Foster: I can’t speak to a particular stereotype but I know what it was like for me. I was raised to be myself; I had awesome parents who always reinforced that they wanted me to be me, whatever that meant. They wanted me to be the best I could be, whatever that entailed and I carry that with me always.  I’m not afraid to be myself. I have opinions, other people have opinions, we disagree and that’s OK. It’s just something I was raised with; sometimes it’s hard for people to love somebody that isn’t sure of themselves or isn’t themselves…but I’m just me.

Talk2SV: Speaking of being someone else how does acting feel to you?

Foster: It’s fun because you get to step outside of yourself and you get to be somebody else; it’s an art and I’ve always had a love for it.  When I was in high school I took improv classes just for fun because I loved it; I fell in love with improvisation…

Talk2SV: Kevin Costner’s character is weighed down with critical decisions and has to rely on instinct and passion beyond the factors of brawn and massive amounts of money.  In the world of professional football, how are you influenced by your own instincts?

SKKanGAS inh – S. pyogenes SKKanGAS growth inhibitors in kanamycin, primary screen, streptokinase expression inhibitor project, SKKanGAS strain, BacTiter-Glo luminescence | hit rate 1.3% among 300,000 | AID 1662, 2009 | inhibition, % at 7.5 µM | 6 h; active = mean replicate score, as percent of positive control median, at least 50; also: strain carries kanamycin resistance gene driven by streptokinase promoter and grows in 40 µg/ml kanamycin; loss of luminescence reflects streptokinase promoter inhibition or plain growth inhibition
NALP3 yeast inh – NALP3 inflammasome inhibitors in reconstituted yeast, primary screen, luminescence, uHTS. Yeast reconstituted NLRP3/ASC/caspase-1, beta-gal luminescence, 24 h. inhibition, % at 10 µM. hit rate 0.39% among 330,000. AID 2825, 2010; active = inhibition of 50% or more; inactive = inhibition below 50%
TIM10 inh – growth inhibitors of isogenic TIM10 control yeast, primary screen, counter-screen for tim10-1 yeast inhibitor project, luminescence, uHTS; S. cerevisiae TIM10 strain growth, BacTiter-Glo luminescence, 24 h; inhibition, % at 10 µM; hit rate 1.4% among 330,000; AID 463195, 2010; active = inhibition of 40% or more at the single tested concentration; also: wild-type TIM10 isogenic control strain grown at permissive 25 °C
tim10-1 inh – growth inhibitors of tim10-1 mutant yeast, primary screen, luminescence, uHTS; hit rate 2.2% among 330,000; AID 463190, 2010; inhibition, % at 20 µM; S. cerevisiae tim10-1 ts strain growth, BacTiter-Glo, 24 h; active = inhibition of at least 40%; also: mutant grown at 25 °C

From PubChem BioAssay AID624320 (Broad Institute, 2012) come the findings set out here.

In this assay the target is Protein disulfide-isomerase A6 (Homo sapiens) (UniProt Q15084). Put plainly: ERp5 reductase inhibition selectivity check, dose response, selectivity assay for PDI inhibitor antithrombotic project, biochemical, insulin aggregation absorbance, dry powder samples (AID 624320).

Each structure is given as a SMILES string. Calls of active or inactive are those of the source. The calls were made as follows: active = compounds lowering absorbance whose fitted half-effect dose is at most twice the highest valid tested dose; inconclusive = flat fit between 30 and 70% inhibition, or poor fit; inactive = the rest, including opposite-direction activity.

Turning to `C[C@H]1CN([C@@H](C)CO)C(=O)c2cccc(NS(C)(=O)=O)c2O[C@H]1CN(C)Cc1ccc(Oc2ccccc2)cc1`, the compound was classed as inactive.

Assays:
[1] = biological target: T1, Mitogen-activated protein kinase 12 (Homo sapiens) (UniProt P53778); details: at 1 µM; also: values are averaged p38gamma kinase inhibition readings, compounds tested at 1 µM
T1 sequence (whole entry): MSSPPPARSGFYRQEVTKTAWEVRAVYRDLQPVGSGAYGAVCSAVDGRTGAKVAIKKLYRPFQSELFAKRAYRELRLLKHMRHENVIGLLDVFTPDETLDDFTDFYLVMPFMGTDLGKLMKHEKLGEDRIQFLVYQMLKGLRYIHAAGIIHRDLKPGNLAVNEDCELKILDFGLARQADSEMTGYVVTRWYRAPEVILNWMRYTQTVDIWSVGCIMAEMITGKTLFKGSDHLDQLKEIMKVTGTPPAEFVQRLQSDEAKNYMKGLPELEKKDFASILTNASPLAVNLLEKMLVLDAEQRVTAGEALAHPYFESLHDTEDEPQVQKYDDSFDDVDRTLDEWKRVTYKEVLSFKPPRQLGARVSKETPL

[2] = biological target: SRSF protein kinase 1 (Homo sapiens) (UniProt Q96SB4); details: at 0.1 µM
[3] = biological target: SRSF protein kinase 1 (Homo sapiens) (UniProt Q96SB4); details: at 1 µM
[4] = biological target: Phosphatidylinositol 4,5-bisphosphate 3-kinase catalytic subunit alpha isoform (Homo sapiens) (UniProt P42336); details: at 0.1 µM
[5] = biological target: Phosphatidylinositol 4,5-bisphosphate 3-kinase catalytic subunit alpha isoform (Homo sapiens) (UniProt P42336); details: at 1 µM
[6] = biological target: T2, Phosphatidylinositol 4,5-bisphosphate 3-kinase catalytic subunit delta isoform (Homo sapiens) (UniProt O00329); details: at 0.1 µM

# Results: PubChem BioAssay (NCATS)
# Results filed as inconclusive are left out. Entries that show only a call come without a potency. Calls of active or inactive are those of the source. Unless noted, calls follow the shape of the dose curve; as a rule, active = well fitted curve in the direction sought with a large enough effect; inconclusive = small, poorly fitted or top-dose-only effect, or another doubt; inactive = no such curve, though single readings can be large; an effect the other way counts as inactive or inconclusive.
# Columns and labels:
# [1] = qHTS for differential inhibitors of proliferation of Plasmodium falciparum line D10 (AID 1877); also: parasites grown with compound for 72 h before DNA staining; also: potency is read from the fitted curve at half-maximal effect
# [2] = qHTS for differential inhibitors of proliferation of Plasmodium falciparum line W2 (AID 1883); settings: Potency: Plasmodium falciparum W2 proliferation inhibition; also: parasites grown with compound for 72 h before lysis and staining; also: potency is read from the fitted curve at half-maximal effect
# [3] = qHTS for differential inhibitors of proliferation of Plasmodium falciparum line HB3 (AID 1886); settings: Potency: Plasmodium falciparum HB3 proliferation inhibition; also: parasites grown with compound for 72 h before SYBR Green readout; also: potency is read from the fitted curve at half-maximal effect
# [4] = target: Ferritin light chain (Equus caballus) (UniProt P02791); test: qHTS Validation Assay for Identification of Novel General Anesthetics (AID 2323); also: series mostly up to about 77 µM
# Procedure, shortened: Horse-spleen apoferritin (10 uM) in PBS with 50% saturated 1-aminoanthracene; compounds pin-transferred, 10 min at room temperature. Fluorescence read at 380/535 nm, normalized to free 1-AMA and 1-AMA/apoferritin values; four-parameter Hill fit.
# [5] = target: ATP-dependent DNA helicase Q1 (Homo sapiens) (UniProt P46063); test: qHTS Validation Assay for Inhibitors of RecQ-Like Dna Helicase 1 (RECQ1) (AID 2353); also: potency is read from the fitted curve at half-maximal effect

Foster in scene from DRAFT DAY

Foster in scene from DRAFT DAY

Foster: I think that’s what drove me to be who I am today…my instincts. As a kid, you have a simple dream; you’d be amazed how many adults are out to bash that dream and tell you it’s unrealistic. You’ve got to focus, you’ve got to go through school and you have to almost be a rebel in order to be who you want to be. For me, I think that is what instincts are. You have to follow your own instincts. My instincts lead me to the person I want to be today, to the career path that I chose and, it’s not an easy one.

 

Of course, there’s a lot of people and a lot of things that happen and helped along the way. You’ve got to get lucky along the way as well, but, instinctual drive is very important.

Talk2SV: Is the safe answer once you hang up your cleats you’ll pursue acting full time or is there another Arian Foster yet to be developed?